News ArchivesRead News

Parkinson's-related mutations may also affect vision

Tuesday February 26, 2013

News Medical - The most common genetic cause of Parkinson's is not only responsible for the condition's distinctive movement problems but may also affect vision, according to new research by scientists at the University of York.

Parkinson's, the second most common form of neurodegenerative disease, principally affects people aged over 60. Its most common symptom is tremor and slowness of movement (bradykinesia) but some people with Parkinson's also experience changes in vision.

Now for the first time, researchers in the University's Department of Biology have established a link between a mutation which triggers Parkinson's and problems with vision in an animal model.

The latest research, part-funded by leading research charity Parkinson's UK is published in Human Molecular Genetics. Scientists at York studied the impact of the most common Parkinson's-related mutation on nerve cells in the visual system of the fruit fly, Drosophila.

Using electroretinagram (ERG) technology they found a gradual loss of function in eye nerve cells with the mutant gene. The fly visual system is a useful laboratory model as it contains similar amounts of dopamine to the human eye.

However, the research team, which was supported by the University's Centre for Chronic Disease and Disorders (C2D2), found that other Parkinson's-related mutations did not affect eye nerve cell function and there was no loss of vision.

Dr Chris Elliott, who led the research, said: "This is a significant step forward as it will help to identify those people with Parkinson's who may be at greater risk of changes in their vision. It will assist clinicians to manage the condition more effectively.

"We have to get away from the idea that Parkinson's is only about movement problems. This work indicates that changes in vision may also affect people with the most common form of inherited Parkinson's."

Claire Bale, Research Communications Manager at Parkinson's UK added: "This new research has uncovered a potentially interesting relationship between one of the most common genes linked to Parkinson's and the development of visual problems.

"But crucially this study looked at fruit flies, so we need to do more research to find out how relevant the findings are to people living with the condition.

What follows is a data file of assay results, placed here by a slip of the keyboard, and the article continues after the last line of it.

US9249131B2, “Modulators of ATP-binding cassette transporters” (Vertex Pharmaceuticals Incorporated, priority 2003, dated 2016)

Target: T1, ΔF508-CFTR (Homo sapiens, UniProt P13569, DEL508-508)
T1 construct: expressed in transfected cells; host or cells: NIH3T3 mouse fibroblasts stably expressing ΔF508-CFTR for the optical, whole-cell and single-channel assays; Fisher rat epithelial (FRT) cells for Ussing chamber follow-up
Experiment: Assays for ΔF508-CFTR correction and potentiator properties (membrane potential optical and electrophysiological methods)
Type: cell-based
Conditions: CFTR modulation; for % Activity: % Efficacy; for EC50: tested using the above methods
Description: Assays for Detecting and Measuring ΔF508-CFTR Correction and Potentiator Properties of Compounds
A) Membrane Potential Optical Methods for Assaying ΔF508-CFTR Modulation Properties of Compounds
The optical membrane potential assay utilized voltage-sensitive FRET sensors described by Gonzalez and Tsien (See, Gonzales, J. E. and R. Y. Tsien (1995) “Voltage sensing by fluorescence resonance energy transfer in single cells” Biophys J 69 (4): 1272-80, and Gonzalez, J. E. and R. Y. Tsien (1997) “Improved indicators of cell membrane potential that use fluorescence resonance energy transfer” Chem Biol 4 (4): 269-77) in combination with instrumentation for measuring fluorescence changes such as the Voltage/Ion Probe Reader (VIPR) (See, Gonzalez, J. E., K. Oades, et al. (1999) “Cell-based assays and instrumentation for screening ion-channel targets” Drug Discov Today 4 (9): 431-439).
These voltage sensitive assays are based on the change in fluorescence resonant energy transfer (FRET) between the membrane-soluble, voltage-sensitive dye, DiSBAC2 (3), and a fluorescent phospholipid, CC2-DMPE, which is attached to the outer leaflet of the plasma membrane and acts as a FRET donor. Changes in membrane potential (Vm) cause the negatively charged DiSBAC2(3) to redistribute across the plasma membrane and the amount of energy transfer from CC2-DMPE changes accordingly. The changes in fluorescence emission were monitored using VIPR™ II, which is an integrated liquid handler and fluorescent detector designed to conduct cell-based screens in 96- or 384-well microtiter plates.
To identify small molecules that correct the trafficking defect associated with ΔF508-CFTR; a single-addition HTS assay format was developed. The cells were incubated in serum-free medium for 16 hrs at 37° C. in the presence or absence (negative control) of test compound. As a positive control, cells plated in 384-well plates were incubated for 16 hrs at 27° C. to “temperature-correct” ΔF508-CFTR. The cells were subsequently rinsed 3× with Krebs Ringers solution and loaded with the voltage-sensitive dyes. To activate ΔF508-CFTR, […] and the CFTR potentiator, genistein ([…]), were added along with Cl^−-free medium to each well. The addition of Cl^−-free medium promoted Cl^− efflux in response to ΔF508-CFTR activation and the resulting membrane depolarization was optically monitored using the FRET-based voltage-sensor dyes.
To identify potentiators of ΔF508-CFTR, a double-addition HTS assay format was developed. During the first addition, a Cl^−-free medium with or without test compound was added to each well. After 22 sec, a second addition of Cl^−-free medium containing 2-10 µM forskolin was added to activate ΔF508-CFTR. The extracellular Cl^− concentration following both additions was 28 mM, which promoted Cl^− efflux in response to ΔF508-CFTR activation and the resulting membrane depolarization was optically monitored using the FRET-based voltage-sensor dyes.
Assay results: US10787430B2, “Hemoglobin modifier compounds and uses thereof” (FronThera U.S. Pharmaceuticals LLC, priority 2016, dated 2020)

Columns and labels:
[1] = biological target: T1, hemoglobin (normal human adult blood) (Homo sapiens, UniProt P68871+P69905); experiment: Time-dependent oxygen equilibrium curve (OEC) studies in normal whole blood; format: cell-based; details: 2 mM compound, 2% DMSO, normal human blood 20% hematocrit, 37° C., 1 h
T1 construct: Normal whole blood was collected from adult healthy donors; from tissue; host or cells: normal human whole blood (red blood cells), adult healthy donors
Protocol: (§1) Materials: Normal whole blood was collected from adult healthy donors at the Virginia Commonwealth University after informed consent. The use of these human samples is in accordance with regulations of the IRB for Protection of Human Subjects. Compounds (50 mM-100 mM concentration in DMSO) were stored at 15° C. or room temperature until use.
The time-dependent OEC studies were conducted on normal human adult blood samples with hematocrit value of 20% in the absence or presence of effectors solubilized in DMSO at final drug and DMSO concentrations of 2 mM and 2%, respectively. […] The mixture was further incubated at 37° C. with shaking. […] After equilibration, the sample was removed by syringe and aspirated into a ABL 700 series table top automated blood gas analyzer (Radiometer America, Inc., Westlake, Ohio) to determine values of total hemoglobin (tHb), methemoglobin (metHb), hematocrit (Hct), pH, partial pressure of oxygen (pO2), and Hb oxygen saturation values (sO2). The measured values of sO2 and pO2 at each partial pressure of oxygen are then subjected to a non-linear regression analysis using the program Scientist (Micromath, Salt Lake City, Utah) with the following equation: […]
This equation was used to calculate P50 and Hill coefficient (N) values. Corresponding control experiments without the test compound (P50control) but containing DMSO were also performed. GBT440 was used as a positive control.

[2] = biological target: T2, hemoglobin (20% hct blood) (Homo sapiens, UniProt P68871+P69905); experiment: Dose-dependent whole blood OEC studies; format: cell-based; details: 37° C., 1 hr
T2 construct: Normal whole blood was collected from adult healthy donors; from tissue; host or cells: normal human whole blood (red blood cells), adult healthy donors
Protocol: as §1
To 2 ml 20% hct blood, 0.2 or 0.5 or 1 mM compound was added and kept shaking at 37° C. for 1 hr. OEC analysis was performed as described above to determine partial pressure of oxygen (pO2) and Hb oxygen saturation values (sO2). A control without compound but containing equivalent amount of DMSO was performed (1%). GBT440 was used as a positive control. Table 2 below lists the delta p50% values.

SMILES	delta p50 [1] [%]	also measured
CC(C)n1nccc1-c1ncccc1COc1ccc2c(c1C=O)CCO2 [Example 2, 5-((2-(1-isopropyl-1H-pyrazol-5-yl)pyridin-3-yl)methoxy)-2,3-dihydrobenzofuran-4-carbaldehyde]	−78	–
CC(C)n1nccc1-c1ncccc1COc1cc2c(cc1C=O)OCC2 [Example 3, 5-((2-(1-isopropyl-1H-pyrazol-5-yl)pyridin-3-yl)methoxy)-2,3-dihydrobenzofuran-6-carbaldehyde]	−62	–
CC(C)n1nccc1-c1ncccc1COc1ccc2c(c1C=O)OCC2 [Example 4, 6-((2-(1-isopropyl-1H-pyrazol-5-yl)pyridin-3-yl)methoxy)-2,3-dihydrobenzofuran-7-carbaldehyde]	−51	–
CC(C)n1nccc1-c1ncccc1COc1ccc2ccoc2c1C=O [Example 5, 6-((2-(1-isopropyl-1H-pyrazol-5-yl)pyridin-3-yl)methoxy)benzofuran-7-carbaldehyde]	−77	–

"If you have Parkinson's and notice changes in your eyesight, such as blurred or double vision, it's important to discuss this with your specialist or Parkinson's nurse."

Source: University of York

Recent News

Nov 22 - A caregiver's story: Living and loving through the slow process of dying
Nov 19 - Testosterone cause of sex differences in the occurrence of Parkinson’s disease, new research suggests
Nov 18 - New strategy reduces side effects in Parkinson's treatment
Nov 14 - Opinion: The never-ending tests of Parkinson's disease
Nov 13 - Parkinson’s disease: A new tool for diagnosis
Nov 10 - Parkinson's Disease Drug May Be Useful For Delaying, Preventing Blindness In Older Population
Nov 9 - Microsoft VP’s diagnosis fuels employees’ heartfelt efforts to help others
Nov 6 - Lewy body dementia: unrecognized and misdiagnosed
Nov 5 - Gait difficulties in Parkinson's linked to new blood vessels in brain
Oct 30 - Special Section: Enabling Technologies for Parkinson’s Disease Management
Oct 27 - Scientists discover a 'switchboard' of molecules that protect against Parkinson's disease
Oct 26 - Dancing improves mobility and quality of life in people with Parkinson's
Oct 23 - The amazing woman who can smell Parkinson’s disease — before symptoms appear
Oct 20 - Personal Essay: The deviousness of dementia
Oct 19 - Mechanism that 'melts' protein clumps may lead to new Parkinson's treatments
Oct 19 - Researchers find that stem cell treatment may reduce cognitive impairment related to dementia with Lewy bodies
Oct 17 - Cancer Drug Helps Parkinson's Patients
Oct 12 - Researchers identify immune gene that can prevent Parkinson's disease and dementia
Oct 12 - Blog Post: An Alert, Well-Hydrated Artist in No Acute Distress
Oct 7 - This month, a brain surgery will be broadcast on live TV for the first time ever